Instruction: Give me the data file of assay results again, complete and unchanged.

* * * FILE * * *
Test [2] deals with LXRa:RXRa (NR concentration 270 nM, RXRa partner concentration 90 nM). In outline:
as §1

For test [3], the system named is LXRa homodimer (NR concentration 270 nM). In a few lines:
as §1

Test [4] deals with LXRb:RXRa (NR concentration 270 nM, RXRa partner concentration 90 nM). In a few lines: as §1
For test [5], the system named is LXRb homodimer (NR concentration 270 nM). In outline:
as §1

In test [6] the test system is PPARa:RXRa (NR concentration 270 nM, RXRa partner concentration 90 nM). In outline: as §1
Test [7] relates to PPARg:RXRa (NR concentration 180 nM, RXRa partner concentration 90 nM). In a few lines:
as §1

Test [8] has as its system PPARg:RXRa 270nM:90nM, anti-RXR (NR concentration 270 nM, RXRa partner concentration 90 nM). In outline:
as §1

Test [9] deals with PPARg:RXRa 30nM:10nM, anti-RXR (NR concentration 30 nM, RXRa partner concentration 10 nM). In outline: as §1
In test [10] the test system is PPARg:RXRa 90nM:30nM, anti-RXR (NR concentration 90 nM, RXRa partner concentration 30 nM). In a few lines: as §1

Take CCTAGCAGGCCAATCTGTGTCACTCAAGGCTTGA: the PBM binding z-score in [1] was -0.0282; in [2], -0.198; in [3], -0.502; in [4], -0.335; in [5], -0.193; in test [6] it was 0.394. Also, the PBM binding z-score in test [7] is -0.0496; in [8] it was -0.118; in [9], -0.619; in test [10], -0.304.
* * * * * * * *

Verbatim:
Test [2] deals with LXRa:RXRa (NR concentration 270 nM, RXRa partner concentration 90 nM). In outline:
as §1

For test [3], the system named is LXRa homodimer (NR concentration 270 nM). In a few lines:
as §1

Test [4] deals with LXRb:RXRa (NR concentration 270 nM, RXRa partner concentration 90 nM). In a few lines: as §1
For test [5], the system named is LXRb homodimer (NR concentration 270 nM). In outline:
as §1

In test [6] the test system is PPARa:RXRa (NR concentration 270 nM, RXRa partner concentration 90 nM). In outline: as §1
Test [7] relates to PPARg:RXRa (NR concentration 180 nM, RXRa partner concentration 90 nM). In a few lines:
as §1

Test [8] has as its system PPARg:RXRa 270nM:90nM, anti-RXR (NR concentration 270 nM, RXRa partner concentration 90 nM). In outline:
as §1

Test [9] deals with PPARg:RXRa 30nM:10nM, anti-RXR (NR concentration 30 nM, RXRa partner concentration 10 nM). In outline: as §1
In test [10] the test system is PPARg:RXRa 90nM:30nM, anti-RXR (NR concentration 90 nM, RXRa partner concentration 30 nM). In a few lines: as §1

Take CCTAGCAGGCCAATCTGTGTCACTCAAGGCTTGA: the PBM binding z-score in [1] was -0.0282; in [2], -0.198; in [3], -0.502; in [4], -0.335; in [5], -0.193; in test [6] it was 0.394. Also, the PBM binding z-score in test [7] is -0.0496; in [8] it was -0.118; in [9], -0.619; in test [10], -0.304.